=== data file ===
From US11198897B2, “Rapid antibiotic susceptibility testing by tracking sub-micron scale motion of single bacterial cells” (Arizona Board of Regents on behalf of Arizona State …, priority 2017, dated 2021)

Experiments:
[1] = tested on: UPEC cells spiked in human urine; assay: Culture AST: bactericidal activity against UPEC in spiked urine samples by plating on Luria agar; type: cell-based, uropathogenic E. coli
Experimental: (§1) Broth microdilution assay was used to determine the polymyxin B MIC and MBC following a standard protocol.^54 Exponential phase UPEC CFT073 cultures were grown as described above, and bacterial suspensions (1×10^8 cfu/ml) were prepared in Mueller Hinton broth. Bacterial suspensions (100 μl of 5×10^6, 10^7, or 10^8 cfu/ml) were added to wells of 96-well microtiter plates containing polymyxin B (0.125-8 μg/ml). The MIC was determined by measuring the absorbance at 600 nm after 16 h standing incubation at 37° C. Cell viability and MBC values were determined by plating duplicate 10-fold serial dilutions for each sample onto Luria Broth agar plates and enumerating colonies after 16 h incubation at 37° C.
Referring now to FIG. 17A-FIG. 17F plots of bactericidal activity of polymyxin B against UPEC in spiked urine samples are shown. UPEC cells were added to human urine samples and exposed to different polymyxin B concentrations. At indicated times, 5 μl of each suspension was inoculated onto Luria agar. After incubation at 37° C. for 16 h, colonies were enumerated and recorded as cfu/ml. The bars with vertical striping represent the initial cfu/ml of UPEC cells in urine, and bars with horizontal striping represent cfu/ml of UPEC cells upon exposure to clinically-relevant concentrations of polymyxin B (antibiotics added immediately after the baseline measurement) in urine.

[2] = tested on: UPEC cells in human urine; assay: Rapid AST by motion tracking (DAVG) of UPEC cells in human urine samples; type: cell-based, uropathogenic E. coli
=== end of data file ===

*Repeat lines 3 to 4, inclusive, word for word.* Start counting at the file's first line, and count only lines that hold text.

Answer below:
[1] = tested on: UPEC cells spiked in human urine; assay: Culture AST: bactericidal activity against UPEC in spiked urine samples by plating on Luria agar; type: cell-based, uropathogenic E. coli
Experimental: (§1) Broth microdilution assay was used to determine the polymyxin B MIC and MBC following a standard protocol.^54 Exponential phase UPEC CFT073 cultures were grown as described above, and bacterial suspensions (1×10^8 cfu/ml) were prepared in Mueller Hinton broth. Bacterial suspensions (100 μl of 5×10^6, 10^7, or 10^8 cfu/ml) were added to wells of 96-well microtiter plates containing polymyxin B (0.125-8 μg/ml). The MIC was determined by measuring the absorbance at 600 nm after 16 h standing incubation at 37° C. Cell viability and MBC values were determined by plating duplicate 10-fold serial dilutions for each sample onto Luria Broth agar plates and enumerating colonies after 16 h incubation at 37° C.